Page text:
When a person is arrested for a criminal case in Florida, he/she has a right to speak with an attorney prior to giving any statement to police and have an attorney present during questioning if he/she wants to talk to the police. We feel it is very important that everyone understand their Constitutional rights before talking to the police about a crime and potentially drastically changing the way their criminal case will proceed. The best thing for a defendant to do is be clear and firm about his/her desire to speak to an attorney prior to giving any statement to the police. A vague or qualified request to speak to a criminal defense lawyer may not be sufficient to trigger one’s Constitutional rights.
In a recent murder case south of Jacksonville, Florida, when the defendant was being arrested, he called his mother to tell her to contact his criminal defense attorney. His mother did and relayed a message from the criminal defense lawyer back to the defendant to remain silent and he would meet with him as soon as possible. The criminal defense lawyer immediately contacted the police department by phone and fax indicating that he was invoking his client’s Sixth Amendment right to remain silent.
The police officers took the defendant into an interrogation room and started to question him. The defendant did not invoke his Sixth Amendment right to remain silent and made an incriminating statement. The criminal defense attorney went to the police station where his client was being interrogated, but the police would not let him in to see his client.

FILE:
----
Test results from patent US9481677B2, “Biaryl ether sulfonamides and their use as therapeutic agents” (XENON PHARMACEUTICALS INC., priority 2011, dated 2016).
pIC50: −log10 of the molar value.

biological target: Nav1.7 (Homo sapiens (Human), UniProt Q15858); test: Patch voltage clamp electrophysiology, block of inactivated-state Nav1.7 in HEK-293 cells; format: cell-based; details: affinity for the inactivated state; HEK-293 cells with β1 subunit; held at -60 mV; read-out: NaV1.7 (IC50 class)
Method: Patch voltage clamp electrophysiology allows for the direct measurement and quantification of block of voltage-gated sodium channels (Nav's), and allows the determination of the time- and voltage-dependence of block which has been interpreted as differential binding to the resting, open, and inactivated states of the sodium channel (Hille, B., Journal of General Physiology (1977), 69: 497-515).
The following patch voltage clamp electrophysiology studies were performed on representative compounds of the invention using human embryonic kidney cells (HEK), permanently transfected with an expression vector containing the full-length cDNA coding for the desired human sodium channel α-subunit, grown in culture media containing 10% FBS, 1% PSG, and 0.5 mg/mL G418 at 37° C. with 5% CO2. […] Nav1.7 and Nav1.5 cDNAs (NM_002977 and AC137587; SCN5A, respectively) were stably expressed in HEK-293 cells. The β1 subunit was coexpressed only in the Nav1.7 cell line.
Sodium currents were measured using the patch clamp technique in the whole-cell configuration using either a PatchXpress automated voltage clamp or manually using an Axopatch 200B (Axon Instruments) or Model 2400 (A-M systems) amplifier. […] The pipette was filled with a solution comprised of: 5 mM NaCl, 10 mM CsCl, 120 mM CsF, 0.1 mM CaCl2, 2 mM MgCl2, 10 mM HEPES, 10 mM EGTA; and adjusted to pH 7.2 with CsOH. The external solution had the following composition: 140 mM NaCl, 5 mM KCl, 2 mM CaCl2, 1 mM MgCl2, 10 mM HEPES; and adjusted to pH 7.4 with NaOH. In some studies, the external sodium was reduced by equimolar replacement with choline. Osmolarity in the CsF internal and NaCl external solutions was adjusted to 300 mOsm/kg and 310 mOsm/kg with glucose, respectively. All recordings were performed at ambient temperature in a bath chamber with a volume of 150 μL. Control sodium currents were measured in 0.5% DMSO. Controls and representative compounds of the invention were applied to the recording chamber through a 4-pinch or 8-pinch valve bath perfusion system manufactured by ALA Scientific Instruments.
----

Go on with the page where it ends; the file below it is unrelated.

After the defendant was arrested, the criminal defense lawyer filed a motion to suppress the incriminating statement. The judge agreed and threw the statement out. Even where the defendant does not invoke his Sixth Amendment rights and request a lawyer, his constitutional right to an attorney is violated where his attorney is present and requesting to see the defendant but the police do not inform the defendant that his attorney is present.
Therefore, it is a Due Process violation where the police are questioning a suspect and his/her lawyer is present requesting to see the client but the police do not allow the lawyer to see the client or inform the client that his/her attorney is present. If, under those circumstances, the police continue questioning the defendant, the defendant’s statement should be thrown out.